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I started using AutoComplPop for automatic code completions. It works great on the single file I am editing, but if file1 is making a reference to a method defined in file2, it doesn't find it.

The docs don't specify if there is a way to make it search a whole project directory, or even just all open buffers, so I can't tell if this is simply not something the plugin does, or if I need to enable something.

I was testing it out on two Ruby files, if that's relevant. Thanks!

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up vote 0 down vote accepted

Depending on what is on the left of the cursor, ACP (like all the alternatives) decides what completion mechanism to use.

But ACP only uses Vim's default completion mechanisms: if <C-x><C-o> and <C-n>/<C-p> don't provide what you are looking for, ACP won't help. Try them out first.

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When I do C-n, the thing I am looking for does come up correctly. However, it is not appearing through ACP. Ideas? – Jonah Feb 12 '13 at 8:17
    
Do you have a . or some similar operator on the left of the cursor? – romainl Feb 12 '13 at 8:27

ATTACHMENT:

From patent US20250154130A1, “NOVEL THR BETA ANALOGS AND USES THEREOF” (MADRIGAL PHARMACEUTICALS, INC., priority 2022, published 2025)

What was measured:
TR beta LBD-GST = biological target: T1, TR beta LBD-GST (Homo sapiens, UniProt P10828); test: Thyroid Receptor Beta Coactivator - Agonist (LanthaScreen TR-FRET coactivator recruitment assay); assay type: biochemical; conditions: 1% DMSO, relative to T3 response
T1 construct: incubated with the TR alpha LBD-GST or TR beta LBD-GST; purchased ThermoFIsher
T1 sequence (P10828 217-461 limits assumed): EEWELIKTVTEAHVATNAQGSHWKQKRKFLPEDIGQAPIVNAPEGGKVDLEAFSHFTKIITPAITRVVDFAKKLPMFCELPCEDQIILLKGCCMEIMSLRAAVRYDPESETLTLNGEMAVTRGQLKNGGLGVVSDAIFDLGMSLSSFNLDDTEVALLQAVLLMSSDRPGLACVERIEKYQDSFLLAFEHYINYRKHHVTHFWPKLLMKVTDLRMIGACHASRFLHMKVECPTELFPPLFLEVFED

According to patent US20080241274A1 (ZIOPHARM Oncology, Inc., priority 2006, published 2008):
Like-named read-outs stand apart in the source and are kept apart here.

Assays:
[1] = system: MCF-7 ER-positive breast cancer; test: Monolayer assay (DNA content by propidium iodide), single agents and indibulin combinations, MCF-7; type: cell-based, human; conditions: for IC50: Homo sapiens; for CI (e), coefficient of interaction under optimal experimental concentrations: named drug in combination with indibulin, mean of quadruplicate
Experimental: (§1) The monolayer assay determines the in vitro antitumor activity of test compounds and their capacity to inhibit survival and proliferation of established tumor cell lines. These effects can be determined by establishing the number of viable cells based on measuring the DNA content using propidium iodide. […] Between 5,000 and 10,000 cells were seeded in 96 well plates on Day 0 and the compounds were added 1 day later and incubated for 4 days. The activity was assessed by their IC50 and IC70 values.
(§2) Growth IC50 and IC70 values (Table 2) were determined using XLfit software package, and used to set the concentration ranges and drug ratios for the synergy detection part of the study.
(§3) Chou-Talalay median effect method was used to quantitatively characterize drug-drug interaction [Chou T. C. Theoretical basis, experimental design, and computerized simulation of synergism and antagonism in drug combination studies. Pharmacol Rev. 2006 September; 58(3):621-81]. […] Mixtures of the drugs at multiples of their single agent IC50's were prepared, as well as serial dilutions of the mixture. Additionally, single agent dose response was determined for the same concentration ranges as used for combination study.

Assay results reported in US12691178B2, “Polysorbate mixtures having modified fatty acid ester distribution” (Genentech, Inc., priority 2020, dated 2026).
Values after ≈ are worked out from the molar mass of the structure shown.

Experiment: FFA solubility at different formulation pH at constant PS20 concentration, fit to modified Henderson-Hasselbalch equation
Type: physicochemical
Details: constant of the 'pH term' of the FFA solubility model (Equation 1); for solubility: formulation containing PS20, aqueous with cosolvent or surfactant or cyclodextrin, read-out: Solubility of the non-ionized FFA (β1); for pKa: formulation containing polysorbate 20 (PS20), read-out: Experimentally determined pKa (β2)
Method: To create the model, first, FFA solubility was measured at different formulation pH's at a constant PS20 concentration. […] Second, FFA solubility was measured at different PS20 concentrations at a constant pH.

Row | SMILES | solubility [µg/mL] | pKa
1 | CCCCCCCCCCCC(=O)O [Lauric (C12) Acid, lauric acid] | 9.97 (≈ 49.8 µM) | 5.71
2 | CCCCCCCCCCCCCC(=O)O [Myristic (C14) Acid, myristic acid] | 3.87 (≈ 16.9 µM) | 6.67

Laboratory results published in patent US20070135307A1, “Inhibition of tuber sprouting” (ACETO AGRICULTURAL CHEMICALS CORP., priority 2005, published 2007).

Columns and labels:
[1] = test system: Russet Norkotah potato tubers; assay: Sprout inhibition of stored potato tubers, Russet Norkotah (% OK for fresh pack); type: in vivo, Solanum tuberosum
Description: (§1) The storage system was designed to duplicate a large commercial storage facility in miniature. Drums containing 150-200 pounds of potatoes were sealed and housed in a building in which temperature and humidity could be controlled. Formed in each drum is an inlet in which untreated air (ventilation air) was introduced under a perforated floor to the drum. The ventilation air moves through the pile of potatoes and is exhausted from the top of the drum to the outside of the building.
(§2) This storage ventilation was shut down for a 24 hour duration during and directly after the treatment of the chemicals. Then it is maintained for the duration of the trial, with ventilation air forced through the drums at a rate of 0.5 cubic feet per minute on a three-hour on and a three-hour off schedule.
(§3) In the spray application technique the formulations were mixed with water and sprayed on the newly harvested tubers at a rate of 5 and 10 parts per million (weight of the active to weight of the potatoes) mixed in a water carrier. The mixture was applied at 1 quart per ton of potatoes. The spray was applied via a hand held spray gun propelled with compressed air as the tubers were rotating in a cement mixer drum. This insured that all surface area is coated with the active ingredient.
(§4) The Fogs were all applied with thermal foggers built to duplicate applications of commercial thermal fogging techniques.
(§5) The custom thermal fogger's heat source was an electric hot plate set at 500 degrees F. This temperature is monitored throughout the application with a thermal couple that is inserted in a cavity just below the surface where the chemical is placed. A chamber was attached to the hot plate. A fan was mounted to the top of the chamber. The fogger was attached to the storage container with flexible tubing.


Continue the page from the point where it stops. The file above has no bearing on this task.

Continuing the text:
Yes, the example I am using is a method call on an object. – Jonah Feb 12 '13 at 9:38
    
Did you see my last reply? Does it tell you anything? Thanks! – Jonah Feb 13 '13 at 7:30
    
Is file2 loaded in Vim? – romainl Feb 13 '13 at 8:08

Oh cool, this plugin looks a lot like neocomplcache but maybe cleaner...looks a little old. Little concerning that there are so many open tickets on that project and no updates in two years.

Anyway, according to the documentation it doesn't...really...say. Very likely its one of the following things:

  • Your pwd. If the root directory for your source is some/path then that should also be your current working directory. Try typing :cd some/path to see if that makes a difference.
  • The runtime path rtp. See if adding the directory with your source files to &rtp does the trick.
  • The path. Same deal as the &rtp setting.

Very likely this plugin is just falling back on the built in ruby omni completion functions bundled with vim. Try help ft-ruby-omni.

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I just had the same problem, and I actually found a solution for this. Apparently you have to set in your .vimrc file the following:

let g:acp_behaviorKeywordCommand = "\<C-x>\<C-i>"

This will make acp look in every file included by your source for completions, as if you were actually typing <C-p>. However, it is slow, after trying it I decided to revert using <C-p> when there are no matches and default behaviour in the other cases.

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